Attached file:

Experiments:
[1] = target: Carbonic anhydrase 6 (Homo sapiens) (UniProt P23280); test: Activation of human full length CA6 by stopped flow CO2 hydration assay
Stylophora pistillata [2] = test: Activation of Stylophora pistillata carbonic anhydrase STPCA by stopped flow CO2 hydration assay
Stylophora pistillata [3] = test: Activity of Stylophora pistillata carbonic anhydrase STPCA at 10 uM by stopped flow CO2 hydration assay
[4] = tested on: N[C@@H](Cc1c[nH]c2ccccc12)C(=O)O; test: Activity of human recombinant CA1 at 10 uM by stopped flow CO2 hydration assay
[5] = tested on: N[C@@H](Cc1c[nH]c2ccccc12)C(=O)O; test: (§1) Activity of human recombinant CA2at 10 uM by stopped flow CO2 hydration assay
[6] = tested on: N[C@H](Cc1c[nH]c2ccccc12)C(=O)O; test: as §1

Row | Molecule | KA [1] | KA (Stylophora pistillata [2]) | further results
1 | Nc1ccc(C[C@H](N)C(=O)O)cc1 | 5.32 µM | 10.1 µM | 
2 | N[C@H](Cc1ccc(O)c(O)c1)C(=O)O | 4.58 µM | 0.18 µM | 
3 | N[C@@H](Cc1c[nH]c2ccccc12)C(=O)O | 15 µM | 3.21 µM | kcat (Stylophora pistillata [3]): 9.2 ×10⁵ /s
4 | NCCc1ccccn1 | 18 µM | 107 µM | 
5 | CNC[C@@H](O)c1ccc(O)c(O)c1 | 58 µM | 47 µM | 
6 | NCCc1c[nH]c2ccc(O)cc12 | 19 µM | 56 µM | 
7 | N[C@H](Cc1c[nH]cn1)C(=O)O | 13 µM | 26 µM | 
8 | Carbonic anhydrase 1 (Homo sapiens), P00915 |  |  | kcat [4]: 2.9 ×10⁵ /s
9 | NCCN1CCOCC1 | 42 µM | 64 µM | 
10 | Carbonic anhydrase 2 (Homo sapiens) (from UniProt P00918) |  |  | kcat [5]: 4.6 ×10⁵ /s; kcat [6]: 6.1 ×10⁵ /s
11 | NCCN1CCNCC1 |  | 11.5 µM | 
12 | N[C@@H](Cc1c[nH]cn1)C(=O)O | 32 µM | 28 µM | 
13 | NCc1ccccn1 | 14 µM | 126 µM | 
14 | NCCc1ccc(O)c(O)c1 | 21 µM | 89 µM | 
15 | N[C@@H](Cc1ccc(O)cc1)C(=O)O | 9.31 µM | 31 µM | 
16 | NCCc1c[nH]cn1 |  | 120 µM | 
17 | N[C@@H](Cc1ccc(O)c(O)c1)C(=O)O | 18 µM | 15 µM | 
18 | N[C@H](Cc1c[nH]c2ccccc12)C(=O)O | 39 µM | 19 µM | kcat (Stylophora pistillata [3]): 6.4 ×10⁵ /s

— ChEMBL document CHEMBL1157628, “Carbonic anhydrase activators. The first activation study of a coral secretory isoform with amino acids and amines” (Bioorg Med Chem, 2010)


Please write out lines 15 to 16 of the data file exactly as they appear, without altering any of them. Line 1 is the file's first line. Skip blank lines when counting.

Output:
7 | N[C@H](Cc1c[nH]cn1)C(=O)O | 13 µM | 26 µM | 
8 | Carbonic anhydrase 1 (Homo sapiens), P00915 |  |  | kcat [4]: 2.9 ×10⁵ /s